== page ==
Before mourning the decimation of the resource centers (which are also called post-conviction defender organizations), it is appropriate to celebrate for a moment the outstanding work done by the people at those programs under extraordinarily difficult circumstances in complex cases involving the highest stakes.
The resource centers, created in 1987, were small programs which were given an enormous responsibility. All together the resource centers had about 200 lawyers to deal with the post-conviction representation of over 3000 men, women and children condemned to death.
When the resource centers were created, it was envisioned that they would be jointly funded by the state and federal governments to recruit lawyers to provide representation to the condemned in both state and federal collateral review. But many states with the largest death rows, such as Texas, Alabama and Nevada, refused to make any contribution to their state resource centers.
As a result, many of the centers were understaffed. They had too many complex cases which had to be litigated under immense pressure without adequate time or resources. But they proved what a difference dedicated lawyers can make by building an expertise, working long hours, thoroughly investigating every aspect of a case, and never giving up.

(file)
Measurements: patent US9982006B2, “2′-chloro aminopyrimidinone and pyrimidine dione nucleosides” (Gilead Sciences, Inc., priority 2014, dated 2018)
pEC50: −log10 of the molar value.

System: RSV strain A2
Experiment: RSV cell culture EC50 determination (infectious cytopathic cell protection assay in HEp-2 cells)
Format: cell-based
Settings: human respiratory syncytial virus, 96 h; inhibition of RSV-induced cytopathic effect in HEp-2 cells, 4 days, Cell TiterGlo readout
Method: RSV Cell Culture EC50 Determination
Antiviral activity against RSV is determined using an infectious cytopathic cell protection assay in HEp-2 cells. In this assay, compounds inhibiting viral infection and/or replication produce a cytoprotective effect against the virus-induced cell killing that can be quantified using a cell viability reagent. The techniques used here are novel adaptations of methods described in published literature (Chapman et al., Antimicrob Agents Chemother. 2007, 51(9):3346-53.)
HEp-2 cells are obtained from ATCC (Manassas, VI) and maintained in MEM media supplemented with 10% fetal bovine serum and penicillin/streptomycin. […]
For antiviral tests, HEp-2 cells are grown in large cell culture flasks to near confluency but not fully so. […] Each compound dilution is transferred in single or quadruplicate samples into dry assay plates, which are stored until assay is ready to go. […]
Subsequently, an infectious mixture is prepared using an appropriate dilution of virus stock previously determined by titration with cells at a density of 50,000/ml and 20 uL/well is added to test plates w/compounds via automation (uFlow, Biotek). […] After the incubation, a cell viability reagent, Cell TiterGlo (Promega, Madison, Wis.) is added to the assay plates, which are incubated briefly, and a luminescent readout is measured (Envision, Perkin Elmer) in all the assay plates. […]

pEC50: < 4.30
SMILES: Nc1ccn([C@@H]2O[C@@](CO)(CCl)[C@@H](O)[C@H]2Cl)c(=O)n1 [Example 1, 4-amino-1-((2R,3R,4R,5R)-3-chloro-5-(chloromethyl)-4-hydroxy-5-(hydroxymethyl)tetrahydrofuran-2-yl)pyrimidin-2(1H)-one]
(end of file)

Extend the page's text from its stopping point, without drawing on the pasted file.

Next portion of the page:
Walter McMillian, an African-American sentenced to death in Monroeville, Alabama, who spent six years on that state's death row, is free today because Bryan Stevenson and other lawyers at the Alabama Resource Center proved that he was innocent of the murder for which he had been condemned to die.26
Lloyd Schlup is alive today because Sean O'Brien and other lawyers at the resource center in Missouri developed evidence of his innocence. After first being denied federal habeas corpus relief, the lawyers persuaded the United States Supreme Court to give them an evidentiary hearing.27 At the hearing, they presented evidence demonstrating that Schlup was entitled to habeas corpus relief.28
Curtis Lee Kyles is alive today because the resource center in Louisiana marshalled evidence of his innocence and, in a federal habeas corpus case, persuaded the Supreme Court that Kyles was entitled to a new trial because the prosecution had failed to disclose critical exculpatory evidence.29
In addition to providing direct representation, the lawyers at the resource centers recruited lawyers to provide pro bono representation. Together they exposed constitutional violations in other cases, resulting in numerous death sentences being set aside and new trials ordered. A committee of federal judges concluded that the resource centers were cost effective and enhanced the quality of representation in capital cases.30
Because the resource centers made a difference, they came under attack by the National Association of Attorneys General. The attack was led by the new attorney general of South Carolina who ran on a promise to replace the state's electric chair with an electric sofa so that more people could be executed at one time.31
Undoubtedly, it is a bad reflection on the criminal justice system that innocent people are being sentenced to death, but the elimination of funding for the resource centers does not solve this problem. It only hides it and increases the likelihood of injustices going uncorrected.